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FTX admits one million people may be out of pocket from crypto collapse

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Over a million people could have lost their money The collapse of the virtual currency exchange FTXbankruptcy filing revealed.

The digital coin exchange, valued at $32 billion (£27 billion) just over a week ago, Collapsed last week after experiencing surge in withdrawals could not be fulfilled.

In its initial filing as part of its Chapter 11 bankruptcy lawsuit in Delaware court, attorneys for FTX said: In reality, there may be over a million creditors. “

FTX, a Bahamas-based cryptocurrency exchange founded by Sam Bankman-Fried, Accused of sharing client funds with sister hedge fund Alameda Research, endorses risky bets on cryptocurrency investments. FTX gave Alameda his $10 billion loan, The New York Times reported.

FTX consisted of a corporate web with over 130 registered entities. The company has grown rapidly to become the world’s second largest digital coin exchange where customers buy and sell Bitcoin and other cryptocurrencies.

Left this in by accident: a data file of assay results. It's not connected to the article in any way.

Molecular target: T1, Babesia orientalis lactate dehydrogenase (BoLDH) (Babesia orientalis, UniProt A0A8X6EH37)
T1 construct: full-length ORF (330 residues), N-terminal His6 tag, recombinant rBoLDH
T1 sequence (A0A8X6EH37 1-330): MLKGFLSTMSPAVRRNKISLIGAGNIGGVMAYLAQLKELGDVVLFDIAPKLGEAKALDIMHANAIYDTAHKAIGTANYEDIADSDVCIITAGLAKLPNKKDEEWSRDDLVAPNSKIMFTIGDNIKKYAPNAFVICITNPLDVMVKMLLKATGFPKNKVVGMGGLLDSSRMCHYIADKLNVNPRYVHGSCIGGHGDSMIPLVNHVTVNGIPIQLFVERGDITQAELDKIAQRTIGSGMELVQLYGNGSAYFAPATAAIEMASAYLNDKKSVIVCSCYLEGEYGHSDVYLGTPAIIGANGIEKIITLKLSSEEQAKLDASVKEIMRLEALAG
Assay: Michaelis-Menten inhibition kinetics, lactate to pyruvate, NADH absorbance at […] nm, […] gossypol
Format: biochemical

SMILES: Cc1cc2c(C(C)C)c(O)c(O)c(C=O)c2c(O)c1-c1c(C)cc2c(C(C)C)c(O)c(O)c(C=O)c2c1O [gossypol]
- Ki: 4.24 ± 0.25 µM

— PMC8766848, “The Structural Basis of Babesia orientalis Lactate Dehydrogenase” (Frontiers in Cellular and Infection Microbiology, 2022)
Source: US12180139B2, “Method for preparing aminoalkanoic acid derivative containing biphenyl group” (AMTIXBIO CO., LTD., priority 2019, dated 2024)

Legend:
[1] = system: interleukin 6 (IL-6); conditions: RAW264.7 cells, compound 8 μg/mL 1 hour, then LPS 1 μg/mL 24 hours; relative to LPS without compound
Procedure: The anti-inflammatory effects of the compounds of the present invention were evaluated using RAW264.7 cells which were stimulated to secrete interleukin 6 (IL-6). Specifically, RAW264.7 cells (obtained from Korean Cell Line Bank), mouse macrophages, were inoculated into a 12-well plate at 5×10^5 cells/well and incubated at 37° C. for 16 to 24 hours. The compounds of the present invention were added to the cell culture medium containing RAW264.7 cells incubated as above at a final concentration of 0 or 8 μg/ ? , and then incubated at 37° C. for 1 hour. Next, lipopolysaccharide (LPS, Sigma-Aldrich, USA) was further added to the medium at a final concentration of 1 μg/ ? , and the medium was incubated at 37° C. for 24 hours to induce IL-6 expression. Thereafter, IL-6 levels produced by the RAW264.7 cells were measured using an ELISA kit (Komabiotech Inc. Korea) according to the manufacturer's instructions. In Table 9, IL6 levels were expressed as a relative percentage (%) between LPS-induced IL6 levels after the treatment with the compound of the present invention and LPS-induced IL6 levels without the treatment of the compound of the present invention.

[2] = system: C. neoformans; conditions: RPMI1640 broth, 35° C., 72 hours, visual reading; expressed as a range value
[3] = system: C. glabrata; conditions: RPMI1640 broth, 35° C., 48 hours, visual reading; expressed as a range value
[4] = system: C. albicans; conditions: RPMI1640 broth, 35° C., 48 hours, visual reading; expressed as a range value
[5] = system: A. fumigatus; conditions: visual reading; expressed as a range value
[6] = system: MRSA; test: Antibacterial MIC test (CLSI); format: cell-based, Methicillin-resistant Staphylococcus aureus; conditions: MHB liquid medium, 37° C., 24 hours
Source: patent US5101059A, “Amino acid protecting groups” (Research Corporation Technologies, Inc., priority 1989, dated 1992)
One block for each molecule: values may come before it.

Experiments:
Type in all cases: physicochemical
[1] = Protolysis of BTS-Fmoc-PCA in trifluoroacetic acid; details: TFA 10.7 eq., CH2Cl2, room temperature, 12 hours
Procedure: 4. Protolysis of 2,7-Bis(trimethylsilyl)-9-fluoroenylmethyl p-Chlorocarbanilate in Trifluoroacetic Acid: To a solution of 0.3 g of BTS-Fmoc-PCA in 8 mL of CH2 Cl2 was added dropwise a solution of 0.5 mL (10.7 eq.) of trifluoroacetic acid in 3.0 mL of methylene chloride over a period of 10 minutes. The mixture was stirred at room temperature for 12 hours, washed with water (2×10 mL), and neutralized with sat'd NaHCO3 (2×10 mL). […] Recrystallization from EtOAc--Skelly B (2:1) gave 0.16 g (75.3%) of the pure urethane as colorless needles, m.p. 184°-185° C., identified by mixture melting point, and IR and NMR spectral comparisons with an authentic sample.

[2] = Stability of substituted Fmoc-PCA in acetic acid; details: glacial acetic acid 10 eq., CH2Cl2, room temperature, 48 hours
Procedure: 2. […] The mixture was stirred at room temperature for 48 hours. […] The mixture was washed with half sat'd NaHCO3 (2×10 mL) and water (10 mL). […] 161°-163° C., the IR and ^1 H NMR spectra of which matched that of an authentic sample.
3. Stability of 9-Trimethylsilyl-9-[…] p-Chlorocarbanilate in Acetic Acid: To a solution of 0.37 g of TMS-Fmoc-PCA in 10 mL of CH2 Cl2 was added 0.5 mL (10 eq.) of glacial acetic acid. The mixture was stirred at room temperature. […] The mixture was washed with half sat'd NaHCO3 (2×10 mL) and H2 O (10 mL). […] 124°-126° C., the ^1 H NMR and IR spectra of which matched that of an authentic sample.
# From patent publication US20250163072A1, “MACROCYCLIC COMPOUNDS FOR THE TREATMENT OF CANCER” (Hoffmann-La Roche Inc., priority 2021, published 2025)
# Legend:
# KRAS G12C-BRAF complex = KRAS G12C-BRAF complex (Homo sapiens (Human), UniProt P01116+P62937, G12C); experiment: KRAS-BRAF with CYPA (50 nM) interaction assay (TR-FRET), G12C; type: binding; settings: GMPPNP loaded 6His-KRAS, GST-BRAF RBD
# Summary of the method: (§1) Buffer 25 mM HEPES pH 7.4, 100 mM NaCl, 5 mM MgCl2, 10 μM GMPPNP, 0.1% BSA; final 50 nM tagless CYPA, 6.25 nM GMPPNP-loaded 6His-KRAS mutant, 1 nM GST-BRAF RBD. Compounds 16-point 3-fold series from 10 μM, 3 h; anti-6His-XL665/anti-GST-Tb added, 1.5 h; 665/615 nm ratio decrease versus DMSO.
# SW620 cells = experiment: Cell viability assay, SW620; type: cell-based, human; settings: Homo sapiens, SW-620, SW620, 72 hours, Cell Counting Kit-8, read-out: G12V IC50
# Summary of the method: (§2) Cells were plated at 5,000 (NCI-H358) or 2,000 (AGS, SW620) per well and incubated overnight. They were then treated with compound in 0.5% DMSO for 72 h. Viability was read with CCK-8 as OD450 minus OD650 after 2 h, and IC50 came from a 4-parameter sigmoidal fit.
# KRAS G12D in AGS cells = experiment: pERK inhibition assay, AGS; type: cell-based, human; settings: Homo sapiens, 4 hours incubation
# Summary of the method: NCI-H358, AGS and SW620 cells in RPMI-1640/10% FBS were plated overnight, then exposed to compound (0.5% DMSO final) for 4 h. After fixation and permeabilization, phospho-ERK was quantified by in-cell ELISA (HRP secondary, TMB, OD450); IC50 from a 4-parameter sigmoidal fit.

But questions arose about the company’s financial practices, prompting a flood of withdrawals of $5 billion in a single day.

In its bankruptcy filing, FTX lawyers wrote:

“Questions have been raised about Mr Bankman-Fried’s leadership and the handling of FTX’s complex array of assets and businesses under his command.”

At 4:30 am Friday, Bankman-Fried, known as SBF, agreed to step down as CEO. John Jay Ray, the US restructuring expert who led failed energy company Enron to bankruptcy, was appointed to head the company.

Financial documents prepared for potential investors show FTX has $9 billion in debt and only $900 million in liquid assets, the Financial Times reported.

Ray has appointed five independent directors to lead the various businesses of FTX.

FTX A cyberattack hit right after filing for bankruptcy, hundreds of millions of dollars worth of crypto assets have been removed from exchanges. The company began moving its remaining assets into a “cold wallet”. That meant removing them from the company’s digital exchange and placing them in non-internet-connected storage.

The bankruptcy filing confirmed that FTX faces scrutiny from multiple regulators, including the U.S. Securities and Exchange Commission and “dozens” of U.S. state and international regulators.

It is unclear what value creditors will recover from the complex bankruptcy proceedings. “The debtor is committed to maximizing stakeholder value,” the filing reads.

FTX and its sister business, Alameda, were run from a $40 million penthouse in the Bahamas by 30-year-old Bankman-Fried and a group of close friends.

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